Consumer Group Points Out That IP Laws Are Often Anti-Consumer And Need To Be Fixed

from the people-are-realizing... dept

While most people still don't pay much attention to the harm caused by out of control intellectual property law, it does appear that recognition of this issue is growing daily. We often hear the refrain that "intellectual property laws will never change, so why bother pointing out their problems," which is an incredibly defeatist attitude. Slowly but surely, the evidence is mounting, and as we see more cases of situations like Russia's abuse of copyright laws to suppress dissent, people will begin to realize how far gone these laws have become.

The latest case of a group recognizing the issue is Consumers International, who have begun a new campaign to point out how intellectual property is quite frequently used in anti-consumer ways, well beyond its stated intention. According to IP-Watch:
Copyright and patent laws "are often misused" for reasons that have "more to do with limiting competition and preventing consumers from making innovative uses of their products" than they do with stopping piracy, global consumer advocacy group Consumers International plans to tell a UN internet meeting today....

Consumers International is asking for an amendment of the UN Guidelines for Consumer Protection [pdf], which was first adopted 25 years ago, the group said in a press release. Jeremy Malcolm, the Consumers International project director for IP and communications, said that IP rights and human rights have "for too long" been framed as having similar status, when misuse of IP interferes with "freedom of expression, education and participation in cultural life."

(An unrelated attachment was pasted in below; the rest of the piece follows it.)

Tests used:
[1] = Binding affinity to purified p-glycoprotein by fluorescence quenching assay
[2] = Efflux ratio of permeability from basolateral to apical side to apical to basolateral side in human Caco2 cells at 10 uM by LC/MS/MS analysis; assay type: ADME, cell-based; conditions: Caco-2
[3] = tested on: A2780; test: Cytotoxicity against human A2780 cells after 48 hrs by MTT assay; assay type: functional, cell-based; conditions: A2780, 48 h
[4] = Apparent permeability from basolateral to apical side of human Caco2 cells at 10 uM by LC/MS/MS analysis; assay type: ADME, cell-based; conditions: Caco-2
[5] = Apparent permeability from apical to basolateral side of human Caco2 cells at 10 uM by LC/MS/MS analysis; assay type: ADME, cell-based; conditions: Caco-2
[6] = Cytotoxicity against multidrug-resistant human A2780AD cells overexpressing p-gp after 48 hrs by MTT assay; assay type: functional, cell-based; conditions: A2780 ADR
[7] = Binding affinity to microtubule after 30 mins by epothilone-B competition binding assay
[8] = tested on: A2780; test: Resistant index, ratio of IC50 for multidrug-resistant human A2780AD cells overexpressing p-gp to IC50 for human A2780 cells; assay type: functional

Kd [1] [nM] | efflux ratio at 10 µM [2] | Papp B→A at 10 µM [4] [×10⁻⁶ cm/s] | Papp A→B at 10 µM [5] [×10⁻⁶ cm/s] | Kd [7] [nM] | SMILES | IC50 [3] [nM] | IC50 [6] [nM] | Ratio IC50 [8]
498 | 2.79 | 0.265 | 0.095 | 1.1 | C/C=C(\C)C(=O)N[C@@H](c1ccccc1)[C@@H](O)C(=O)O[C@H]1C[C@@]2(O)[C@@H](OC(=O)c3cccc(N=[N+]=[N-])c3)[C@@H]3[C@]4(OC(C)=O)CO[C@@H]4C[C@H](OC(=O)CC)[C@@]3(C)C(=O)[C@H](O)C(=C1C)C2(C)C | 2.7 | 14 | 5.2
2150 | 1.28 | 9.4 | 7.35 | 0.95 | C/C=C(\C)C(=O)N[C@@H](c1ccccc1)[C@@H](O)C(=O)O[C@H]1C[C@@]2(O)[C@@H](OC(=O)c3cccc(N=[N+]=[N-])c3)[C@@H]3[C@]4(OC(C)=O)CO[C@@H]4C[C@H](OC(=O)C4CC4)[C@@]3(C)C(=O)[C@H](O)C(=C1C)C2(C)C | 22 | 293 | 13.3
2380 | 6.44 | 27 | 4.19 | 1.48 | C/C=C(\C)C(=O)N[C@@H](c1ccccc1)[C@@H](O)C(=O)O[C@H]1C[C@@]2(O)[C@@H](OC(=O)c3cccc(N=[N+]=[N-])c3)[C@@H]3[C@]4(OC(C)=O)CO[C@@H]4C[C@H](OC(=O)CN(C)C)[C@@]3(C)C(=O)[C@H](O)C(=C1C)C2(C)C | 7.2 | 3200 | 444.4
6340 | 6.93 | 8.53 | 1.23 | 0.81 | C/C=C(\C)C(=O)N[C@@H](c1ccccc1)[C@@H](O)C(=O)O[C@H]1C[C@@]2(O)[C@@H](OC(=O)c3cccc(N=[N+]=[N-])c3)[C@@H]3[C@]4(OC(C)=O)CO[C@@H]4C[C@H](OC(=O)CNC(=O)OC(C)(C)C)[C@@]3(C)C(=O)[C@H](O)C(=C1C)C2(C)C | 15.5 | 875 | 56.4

It's unlikely that this will have much impact initially, but it's hard to deny that more and more people are recognizing the problems of an out of control intellectual property system that has been the result of decades upon decades of regulatory capture.


Reader Comments (rss)

(Flattened / Threaded)

  1.  
    identicon
    Anonymous Coward, Sep 14th, 2010 @ 2:54pm

    Aren't all IP laws (probably with the exception of trademark, that I am not even sure if it is IP) anti-consumer?

    What does the consumer gain with IP laws? Nothing.

    What does the consumer lose? Plenty. Usually the ability to make backups or often the ability to to even be able to watch/play what he paid for, since the DRM implementation is often faulty and circumventing it can mean legal trouble sometimes.

     

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  2.  
    identicon
    Anonymous Coward, Sep 14th, 2010 @ 3:23pm

    Re:

    IP laws are meant to be pro producer not pro consumer.

     

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  3.